Irish witch trial of eight women revealed 300 years later
Professor uncovers details on sensational Irish witch trial
The case began in 1710, when Mary Dunbar (18) arrived on the peninsula from Belfast. She came to stay in the home of a cousin, Mrs James Haltridge, who had just died, apparently as a result of witchcraft.
The Belfast woman soon began to exhibit signs of demonic possession.
"It was basically like 'The Exorcist,'" says Sneddon.
According to the trial records, Dunbar claimed to have seen eights phantom women.
“Spectral evidence was used in the case, where the demoniac [possessed person] claims to have seen and, most likely, been attacked by the witches causing his or her possession in spectral form," Sneddon explains.
"As a form of evidence, this was becoming less and less convincing in England, but that was one of the main proofs against the eight women in 1711. The only person who would have seen this spectral possession is Mary Dunbar, and being a stranger in the area, she'd never have seen these women before. So she claimed anyway."
The character of the eight women was an important factor in their conviction Sneedon says.
"In small communities, local reputations are well known,"
"If you had a reputation, or someone in your family did, and then some kind of misfortune occurred, or, in the case of Mary Dunbar, you were accused of bewitching someone, then it was taken more seriously. Some of these women had that reputation.
"In fact, they were marginal and poor, and I think some of them had previously claimed to have some witchcraft power. There was a stereotype at the time of a wizened old woman -- like we have now of the witch -- and these women, looks-wise, fitted that description."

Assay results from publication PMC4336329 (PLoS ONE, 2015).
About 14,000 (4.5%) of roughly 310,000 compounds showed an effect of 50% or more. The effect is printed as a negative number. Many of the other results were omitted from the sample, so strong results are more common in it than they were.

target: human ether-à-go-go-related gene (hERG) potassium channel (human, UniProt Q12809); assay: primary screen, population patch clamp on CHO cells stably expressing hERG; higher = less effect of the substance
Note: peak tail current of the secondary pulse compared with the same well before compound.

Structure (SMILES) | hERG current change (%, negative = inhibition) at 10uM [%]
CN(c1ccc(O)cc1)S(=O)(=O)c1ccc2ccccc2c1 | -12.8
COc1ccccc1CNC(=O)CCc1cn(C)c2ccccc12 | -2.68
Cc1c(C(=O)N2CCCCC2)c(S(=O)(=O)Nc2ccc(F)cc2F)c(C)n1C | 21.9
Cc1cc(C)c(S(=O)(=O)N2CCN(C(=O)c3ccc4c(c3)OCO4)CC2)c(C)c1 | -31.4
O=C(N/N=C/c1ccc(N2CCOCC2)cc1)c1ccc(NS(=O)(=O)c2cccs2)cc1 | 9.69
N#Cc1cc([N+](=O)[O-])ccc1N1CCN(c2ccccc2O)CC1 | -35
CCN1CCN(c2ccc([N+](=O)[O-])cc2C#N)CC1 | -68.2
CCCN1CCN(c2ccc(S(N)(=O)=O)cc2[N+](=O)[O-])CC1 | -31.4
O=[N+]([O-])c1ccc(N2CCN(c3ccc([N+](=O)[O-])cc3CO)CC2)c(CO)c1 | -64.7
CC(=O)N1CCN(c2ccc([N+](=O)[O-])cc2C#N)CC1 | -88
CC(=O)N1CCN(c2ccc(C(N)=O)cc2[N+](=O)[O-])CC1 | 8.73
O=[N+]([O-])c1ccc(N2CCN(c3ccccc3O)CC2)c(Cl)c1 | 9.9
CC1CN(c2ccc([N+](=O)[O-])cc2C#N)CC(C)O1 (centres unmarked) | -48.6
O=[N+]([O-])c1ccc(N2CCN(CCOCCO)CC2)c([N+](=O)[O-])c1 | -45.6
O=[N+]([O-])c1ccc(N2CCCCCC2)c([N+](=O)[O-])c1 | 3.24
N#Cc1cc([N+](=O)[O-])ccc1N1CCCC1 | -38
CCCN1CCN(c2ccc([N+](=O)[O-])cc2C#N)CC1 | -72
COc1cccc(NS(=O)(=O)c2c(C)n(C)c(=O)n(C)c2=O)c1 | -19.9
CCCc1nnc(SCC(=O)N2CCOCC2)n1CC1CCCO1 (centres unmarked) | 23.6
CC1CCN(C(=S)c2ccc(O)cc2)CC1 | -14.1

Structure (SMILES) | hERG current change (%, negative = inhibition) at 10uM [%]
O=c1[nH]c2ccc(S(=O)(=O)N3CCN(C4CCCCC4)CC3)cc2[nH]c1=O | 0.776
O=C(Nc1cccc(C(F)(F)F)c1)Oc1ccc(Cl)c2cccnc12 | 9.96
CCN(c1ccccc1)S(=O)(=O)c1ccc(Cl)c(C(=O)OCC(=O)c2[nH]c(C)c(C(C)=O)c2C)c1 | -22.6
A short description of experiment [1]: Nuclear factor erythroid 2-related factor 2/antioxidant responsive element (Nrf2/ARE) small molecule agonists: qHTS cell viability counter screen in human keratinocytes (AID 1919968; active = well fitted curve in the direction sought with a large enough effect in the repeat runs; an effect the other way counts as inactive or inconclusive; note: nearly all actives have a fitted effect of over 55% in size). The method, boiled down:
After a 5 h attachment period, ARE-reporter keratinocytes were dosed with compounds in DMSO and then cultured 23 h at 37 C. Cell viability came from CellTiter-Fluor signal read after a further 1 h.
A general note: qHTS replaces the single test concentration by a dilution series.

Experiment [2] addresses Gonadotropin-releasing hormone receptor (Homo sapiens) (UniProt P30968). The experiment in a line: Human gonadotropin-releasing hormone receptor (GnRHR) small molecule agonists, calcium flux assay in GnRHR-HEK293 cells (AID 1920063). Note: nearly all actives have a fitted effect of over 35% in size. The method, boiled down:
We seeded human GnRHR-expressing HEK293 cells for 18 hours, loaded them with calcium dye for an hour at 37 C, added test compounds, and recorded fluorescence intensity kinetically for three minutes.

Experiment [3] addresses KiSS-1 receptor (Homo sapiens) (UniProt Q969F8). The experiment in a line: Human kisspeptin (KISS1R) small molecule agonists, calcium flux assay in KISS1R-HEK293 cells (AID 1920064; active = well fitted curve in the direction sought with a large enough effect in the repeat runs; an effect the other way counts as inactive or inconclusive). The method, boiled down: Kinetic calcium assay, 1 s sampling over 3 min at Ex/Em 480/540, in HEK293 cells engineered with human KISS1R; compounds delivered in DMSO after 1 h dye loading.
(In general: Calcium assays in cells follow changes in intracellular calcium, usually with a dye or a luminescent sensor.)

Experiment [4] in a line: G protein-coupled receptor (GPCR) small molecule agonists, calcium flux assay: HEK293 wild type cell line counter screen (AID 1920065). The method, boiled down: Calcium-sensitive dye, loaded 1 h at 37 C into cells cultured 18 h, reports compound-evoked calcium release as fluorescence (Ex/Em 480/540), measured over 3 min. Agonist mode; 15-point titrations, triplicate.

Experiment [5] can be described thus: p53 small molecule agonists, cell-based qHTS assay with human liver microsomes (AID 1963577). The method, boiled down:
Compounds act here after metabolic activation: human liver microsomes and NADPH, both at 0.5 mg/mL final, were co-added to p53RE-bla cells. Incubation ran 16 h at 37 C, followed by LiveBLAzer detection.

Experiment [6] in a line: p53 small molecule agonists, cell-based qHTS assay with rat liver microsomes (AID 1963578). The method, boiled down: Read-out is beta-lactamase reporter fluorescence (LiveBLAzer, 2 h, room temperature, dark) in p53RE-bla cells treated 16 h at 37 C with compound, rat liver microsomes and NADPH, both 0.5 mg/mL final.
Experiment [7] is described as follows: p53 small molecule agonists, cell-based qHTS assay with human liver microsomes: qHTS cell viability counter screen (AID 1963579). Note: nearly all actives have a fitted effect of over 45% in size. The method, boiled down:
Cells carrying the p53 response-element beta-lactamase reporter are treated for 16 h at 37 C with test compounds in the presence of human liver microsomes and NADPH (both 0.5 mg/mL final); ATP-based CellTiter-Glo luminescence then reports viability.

Based on his research, Sneddon thinks Mary Dunbar made the entire thing up.
"Like a lot of demoniacs in England and Scotland, I think Mary Dunbar learned and followed a script," he suggests.
"There had been witch hunts and trials in Salem, Massachusetts, in 1692, and in Scotland in 1696, where an 11-year-old girl, Christian Shaw, claimed to have been possessed. That resulted in seven people being put to death.
"These demoniacs all have the same symptoms. I think Mary Dunbar learned the part of a demoniac from accounts about Salem or Scotland, or someone told her about it. Remember, this was a time when people were pouring in from Scotland.
"Do I think some symptoms were psychosomatic once she got into the part?" he asks. "Maybe. Ironically, she's doing the same kind of things that the witches she's accusing are castigated for, but because it's not her fault, there's no moral responsibility. It's someone else who is doing it to her, so she can break the type of behavioral constraints placed upon her as a female at the time.
"Basically, she can get away with murder."
There is no historical record of what happened to Mary Dunbar or the eight women, as the public records office was burned down during the Irish Civil War between 1922-1923.
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